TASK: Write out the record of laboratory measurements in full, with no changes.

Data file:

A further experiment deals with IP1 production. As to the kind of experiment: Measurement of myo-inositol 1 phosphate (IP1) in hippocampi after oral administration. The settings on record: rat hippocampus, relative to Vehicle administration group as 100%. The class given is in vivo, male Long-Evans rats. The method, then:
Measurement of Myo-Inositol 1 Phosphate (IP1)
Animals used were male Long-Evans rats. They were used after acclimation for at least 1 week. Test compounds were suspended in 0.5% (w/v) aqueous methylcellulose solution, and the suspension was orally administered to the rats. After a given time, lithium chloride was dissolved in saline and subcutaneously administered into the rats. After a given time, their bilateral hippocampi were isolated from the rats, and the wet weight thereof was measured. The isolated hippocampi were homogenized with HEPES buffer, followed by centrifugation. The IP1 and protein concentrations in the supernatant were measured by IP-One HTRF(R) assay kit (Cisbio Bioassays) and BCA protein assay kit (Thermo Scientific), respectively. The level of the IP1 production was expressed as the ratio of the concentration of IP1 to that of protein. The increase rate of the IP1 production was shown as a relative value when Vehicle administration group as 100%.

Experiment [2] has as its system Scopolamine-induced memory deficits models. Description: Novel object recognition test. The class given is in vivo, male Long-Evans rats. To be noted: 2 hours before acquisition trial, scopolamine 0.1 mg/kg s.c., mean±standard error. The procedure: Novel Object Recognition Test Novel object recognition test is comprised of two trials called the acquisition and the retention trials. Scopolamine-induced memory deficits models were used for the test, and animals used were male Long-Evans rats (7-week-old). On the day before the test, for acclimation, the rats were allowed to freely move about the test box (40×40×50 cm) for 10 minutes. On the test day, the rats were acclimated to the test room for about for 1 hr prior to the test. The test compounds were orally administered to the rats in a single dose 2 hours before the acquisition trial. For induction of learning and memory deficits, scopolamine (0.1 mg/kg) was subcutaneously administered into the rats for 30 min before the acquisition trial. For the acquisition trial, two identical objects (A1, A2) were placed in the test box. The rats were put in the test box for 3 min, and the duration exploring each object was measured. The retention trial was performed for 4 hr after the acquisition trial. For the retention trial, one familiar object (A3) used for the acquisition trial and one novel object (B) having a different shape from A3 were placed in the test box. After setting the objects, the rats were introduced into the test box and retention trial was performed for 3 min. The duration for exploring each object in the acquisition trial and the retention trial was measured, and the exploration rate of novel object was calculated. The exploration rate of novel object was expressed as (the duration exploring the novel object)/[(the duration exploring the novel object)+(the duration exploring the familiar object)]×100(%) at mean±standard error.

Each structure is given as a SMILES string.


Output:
A further experiment deals with IP1 production. As to the kind of experiment: Measurement of myo-inositol 1 phosphate (IP1) in hippocampi after oral administration. The settings on record: rat hippocampus, relative to Vehicle administration group as 100%. The class given is in vivo, male Long-Evans rats. The method, then:
Measurement of Myo-Inositol 1 Phosphate (IP1)
Animals used were male Long-Evans rats. They were used after acclimation for at least 1 week. Test compounds were suspended in 0.5% (w/v) aqueous methylcellulose solution, and the suspension was orally administered to the rats. After a given time, lithium chloride was dissolved in saline and subcutaneously administered into the rats. After a given time, their bilateral hippocampi were isolated from the rats, and the wet weight thereof was measured. The isolated hippocampi were homogenized with HEPES buffer, followed by centrifugation. The IP1 and protein concentrations in the supernatant were measured by IP-One HTRF(R) assay kit (Cisbio Bioassays) and BCA protein assay kit (Thermo Scientific), respectively. The level of the IP1 production was expressed as the ratio of the concentration of IP1 to that of protein. The increase rate of the IP1 production was shown as a relative value when Vehicle administration group as 100%.

Experiment [2] has as its system Scopolamine-induced memory deficits models. Description: Novel object recognition test. The class given is in vivo, male Long-Evans rats. To be noted: 2 hours before acquisition trial, scopolamine 0.1 mg/kg s.c., mean±standard error. The procedure: Novel Object Recognition Test Novel object recognition test is comprised of two trials called the acquisition and the retention trials. Scopolamine-induced memory deficits models were used for the test, and animals used were male Long-Evans rats (7-week-old). On the day before the test, for acclimation, the rats were allowed to freely move about the test box (40×40×50 cm) for 10 minutes. On the test day, the rats were acclimated to the test room for about for 1 hr prior to the test. The test compounds were orally administered to the rats in a single dose 2 hours before the acquisition trial. For induction of learning and memory deficits, scopolamine (0.1 mg/kg) was subcutaneously administered into the rats for 30 min before the acquisition trial. For the acquisition trial, two identical objects (A1, A2) were placed in the test box. The rats were put in the test box for 3 min, and the duration exploring each object was measured. The retention trial was performed for 4 hr after the acquisition trial. For the retention trial, one familiar object (A3) used for the acquisition trial and one novel object (B) having a different shape from A3 were placed in the test box. After setting the objects, the rats were introduced into the test box and retention trial was performed for 3 min. The duration for exploring each object in the acquisition trial and the retention trial was measured, and the exploration rate of novel object was calculated. The exploration rate of novel object was expressed as (the duration exploring the novel object)/[(the duration exploring the novel object)+(the duration exploring the familiar object)]×100(%) at mean±standard error.

Each structure is given as a SMILES string.